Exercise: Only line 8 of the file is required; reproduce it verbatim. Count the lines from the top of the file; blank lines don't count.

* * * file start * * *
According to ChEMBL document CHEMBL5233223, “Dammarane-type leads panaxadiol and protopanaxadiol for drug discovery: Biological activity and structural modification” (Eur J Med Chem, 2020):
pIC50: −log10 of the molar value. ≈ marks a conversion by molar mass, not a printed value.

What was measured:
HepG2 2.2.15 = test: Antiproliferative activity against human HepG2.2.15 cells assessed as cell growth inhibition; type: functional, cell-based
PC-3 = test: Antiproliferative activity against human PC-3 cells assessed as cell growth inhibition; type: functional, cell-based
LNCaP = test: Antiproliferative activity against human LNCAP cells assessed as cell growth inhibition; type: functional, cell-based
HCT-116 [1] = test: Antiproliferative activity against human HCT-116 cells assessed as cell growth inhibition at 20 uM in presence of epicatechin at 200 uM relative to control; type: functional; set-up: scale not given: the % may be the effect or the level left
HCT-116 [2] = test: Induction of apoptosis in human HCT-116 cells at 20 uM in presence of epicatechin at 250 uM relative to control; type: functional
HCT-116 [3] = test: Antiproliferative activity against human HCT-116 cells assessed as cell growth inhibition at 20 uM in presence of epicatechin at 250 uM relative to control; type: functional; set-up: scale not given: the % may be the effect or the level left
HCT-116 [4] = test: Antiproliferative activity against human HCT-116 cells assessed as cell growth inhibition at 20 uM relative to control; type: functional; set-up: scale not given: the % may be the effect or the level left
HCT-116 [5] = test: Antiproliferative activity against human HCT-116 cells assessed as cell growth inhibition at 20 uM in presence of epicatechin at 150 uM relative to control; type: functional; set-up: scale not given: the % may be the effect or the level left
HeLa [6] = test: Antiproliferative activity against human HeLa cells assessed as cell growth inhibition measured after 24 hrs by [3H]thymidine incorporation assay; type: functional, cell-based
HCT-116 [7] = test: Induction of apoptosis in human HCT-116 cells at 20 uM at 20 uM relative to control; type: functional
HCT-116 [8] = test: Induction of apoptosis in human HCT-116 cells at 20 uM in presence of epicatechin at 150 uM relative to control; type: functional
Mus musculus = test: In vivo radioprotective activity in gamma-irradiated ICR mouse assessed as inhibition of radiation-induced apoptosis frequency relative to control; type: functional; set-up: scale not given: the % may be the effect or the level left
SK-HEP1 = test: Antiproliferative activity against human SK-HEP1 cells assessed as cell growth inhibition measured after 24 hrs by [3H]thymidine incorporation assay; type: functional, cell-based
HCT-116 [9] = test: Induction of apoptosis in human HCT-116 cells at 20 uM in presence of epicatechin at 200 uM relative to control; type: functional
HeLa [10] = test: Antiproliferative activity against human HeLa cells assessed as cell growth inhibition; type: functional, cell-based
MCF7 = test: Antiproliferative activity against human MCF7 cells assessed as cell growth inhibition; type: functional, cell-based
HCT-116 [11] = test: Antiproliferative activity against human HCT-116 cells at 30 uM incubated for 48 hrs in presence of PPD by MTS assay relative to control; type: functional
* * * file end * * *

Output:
HCT-116 [2] = test: Induction of apoptosis in human HCT-116 cells at 20 uM in presence of epicatechin at 250 uM relative to control; type: functional